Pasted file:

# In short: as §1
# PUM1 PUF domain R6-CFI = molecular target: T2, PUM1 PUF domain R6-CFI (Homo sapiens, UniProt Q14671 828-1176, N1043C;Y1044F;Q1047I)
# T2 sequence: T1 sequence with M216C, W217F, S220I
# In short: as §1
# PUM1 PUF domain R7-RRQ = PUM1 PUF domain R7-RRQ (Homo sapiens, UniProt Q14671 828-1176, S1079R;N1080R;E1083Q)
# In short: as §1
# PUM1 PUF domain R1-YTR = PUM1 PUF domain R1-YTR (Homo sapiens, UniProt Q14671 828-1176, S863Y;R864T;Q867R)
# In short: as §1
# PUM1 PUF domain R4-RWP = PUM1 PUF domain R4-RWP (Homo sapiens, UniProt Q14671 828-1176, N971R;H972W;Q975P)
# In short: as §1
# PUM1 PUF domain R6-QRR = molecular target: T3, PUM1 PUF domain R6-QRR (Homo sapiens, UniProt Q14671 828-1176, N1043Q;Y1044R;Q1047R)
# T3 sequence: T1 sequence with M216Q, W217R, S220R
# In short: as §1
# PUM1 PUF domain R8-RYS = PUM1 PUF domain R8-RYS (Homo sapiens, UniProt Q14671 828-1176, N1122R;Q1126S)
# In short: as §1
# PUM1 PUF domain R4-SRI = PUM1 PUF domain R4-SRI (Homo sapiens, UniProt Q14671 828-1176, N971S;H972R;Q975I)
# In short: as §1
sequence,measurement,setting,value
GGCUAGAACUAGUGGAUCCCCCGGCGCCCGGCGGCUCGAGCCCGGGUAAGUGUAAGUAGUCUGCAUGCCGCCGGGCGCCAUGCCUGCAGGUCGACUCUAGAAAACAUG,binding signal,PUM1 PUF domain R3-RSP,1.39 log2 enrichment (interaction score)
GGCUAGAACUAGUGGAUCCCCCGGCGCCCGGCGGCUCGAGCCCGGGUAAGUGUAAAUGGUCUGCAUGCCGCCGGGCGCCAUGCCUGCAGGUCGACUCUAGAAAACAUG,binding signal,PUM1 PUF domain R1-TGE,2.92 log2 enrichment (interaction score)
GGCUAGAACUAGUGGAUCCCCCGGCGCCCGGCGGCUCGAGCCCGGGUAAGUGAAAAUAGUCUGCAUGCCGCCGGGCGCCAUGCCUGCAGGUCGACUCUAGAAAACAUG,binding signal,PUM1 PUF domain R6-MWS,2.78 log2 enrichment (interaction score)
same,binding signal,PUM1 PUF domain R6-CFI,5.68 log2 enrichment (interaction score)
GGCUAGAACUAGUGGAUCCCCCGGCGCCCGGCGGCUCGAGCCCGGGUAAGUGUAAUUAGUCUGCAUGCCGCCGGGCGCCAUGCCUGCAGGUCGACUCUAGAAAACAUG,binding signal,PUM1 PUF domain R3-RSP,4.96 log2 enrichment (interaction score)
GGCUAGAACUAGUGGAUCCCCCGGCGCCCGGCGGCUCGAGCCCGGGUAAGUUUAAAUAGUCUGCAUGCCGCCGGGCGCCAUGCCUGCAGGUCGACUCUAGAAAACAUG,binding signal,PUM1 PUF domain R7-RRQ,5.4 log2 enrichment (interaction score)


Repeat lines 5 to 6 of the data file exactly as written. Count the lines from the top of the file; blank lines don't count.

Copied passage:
# PUM1 PUF domain R7-RRQ = PUM1 PUF domain R7-RRQ (Homo sapiens, UniProt Q14671 828-1176, S1079R;N1080R;E1083Q)
# In short: as §1